So worry not, ye believers. Your fate was decided before the universe was even created. Your final resting place in heaven or hell was planned by your creator.

Heavenly Reward

It is a common belief that perfect happiness awaits those who go to heaven.

This poses a problem.

It is also a common belief that those who suffer greatly in this life receive a higher reward in heaven.

How can that be? Is perfect happiness perfect, or isn't it? Is Mother Theresa happier than Joe Schmoe who simply did the bare minimum to get into heaven? If she is, then that implies that there is something about Joe Schmoe's existence in heaven that makes him not perfectly happy....which opposes the assumption that Heaven = perfect happiness.

Here's another problem. The thing that made Mother Theresa WHO SHE WAS, was her caring for the sick, poor, orphaned, and dying. This is what fulfilled her and made her happy. So, if there are no sick, dying, poor, or orphaned in heaven, how can she be happy? There is nobody to care for. The essence of who she was can no longer function.

Is she somehow reprogrammed, or stripped of her essence upon entering heaven so she no longer has the desire to help others? If not, then she will forever have an unfulfilled desire, and thus, not perfect happiness.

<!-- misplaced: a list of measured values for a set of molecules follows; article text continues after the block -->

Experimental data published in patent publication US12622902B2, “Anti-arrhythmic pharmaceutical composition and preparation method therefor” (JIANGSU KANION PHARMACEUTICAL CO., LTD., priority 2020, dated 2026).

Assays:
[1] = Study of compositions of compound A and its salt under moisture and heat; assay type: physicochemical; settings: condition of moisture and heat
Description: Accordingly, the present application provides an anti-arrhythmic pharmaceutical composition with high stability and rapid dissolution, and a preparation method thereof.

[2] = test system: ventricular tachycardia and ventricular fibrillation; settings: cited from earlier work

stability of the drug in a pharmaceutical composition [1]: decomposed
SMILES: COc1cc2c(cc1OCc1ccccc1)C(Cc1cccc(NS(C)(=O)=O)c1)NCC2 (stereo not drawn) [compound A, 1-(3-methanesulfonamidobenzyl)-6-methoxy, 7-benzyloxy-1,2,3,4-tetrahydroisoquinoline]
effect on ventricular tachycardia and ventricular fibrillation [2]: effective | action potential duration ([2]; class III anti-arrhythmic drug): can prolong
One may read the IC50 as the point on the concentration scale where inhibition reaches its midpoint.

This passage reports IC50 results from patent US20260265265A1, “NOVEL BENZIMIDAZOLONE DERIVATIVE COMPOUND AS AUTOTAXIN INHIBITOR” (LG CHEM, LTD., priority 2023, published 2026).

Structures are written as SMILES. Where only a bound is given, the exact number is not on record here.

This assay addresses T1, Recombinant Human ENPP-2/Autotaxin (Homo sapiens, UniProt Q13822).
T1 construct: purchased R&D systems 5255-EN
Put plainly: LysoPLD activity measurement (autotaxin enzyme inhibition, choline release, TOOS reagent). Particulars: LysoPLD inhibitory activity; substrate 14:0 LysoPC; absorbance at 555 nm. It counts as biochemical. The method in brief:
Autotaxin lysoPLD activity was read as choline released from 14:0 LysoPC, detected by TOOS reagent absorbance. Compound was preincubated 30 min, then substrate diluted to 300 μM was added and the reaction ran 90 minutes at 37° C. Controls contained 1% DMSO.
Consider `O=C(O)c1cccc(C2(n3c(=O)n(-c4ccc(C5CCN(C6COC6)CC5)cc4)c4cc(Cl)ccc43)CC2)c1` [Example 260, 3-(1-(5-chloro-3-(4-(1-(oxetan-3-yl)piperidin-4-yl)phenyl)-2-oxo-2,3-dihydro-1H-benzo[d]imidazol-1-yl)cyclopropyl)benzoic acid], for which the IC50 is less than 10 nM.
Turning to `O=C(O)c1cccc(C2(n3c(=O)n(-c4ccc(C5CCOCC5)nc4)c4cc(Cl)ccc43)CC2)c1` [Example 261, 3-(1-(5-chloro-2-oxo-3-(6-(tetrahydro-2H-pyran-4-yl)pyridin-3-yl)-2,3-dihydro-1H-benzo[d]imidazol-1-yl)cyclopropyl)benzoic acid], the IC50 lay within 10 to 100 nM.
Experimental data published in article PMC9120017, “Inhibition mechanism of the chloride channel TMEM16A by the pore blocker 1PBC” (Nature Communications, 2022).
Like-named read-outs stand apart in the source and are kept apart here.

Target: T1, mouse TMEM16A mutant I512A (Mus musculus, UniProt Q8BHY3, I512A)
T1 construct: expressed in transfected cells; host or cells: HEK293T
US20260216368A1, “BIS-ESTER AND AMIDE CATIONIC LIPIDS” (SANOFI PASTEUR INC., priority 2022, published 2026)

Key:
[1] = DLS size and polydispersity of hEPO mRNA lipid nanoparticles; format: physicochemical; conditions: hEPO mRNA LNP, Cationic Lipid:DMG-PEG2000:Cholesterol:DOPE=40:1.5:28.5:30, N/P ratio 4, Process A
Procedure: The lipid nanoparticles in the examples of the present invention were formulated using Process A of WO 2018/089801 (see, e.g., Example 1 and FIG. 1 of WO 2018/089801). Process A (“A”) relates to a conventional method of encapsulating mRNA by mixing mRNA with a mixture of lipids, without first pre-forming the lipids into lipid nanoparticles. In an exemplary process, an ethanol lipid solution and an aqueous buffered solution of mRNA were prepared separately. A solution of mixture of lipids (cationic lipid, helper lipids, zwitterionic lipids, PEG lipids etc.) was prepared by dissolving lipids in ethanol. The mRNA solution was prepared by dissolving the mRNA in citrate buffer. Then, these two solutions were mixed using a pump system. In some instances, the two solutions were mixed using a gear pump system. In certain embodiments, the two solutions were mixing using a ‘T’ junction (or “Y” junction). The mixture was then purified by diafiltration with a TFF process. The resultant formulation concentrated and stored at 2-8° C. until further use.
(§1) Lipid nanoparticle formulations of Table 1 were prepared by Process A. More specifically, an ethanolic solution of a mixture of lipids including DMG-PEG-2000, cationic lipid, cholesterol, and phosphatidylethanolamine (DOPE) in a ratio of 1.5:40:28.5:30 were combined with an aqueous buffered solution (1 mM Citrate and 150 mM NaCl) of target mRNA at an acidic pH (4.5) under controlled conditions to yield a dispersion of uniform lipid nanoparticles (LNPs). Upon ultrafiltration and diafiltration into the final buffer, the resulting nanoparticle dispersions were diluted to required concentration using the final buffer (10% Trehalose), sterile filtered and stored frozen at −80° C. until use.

See, there are many problems with the concept of heaven, that most people don't even consider.

Ponder heaven for a while, and you will see that it is a superficial concept, akin to the fantasies and wishes of a young child.

Fair Play

If God is not fair for those who are living, why should one assume he is fair in the afterlife?

Saturday, April 5, 2008

Mysterious Ways

The religious among us can go on all day about what God wants, how we should please him, what makes him angry, and on and on.

But when asked why didn't God save an innocent child from suffering, or prevent some massive disaster, or some other questions that reveal a distinct absence of a loving god, they respond that God works in mysterious ways, and we cannot know his mind.

If his ways are so mysterious, stop preaching about him.

Thursday, March 27, 2008

Absurdity of Prayer

The concept of prayer is absurd whether you believe in God, or not.

Prayer is asking God for something you want. Sure, it could be thanking Him, or praising Him, or talking to Him in general, but the basic premise of prayer is to gain something you want.

There are many beliefs about how prayer works. Claiming that you need to have enough faith is a convenient back-door rationalization to explain away why you didn't get what you ask for.

Here is why this one is B.S.: Imagine the "Creator" of all things sitting on His throne in heaven. He hears a request from a mother to save her child from a life-threatening disease. God considers the faith of the requestor....oh...too mustard seed short of enough faith. Sorry, the child has to die.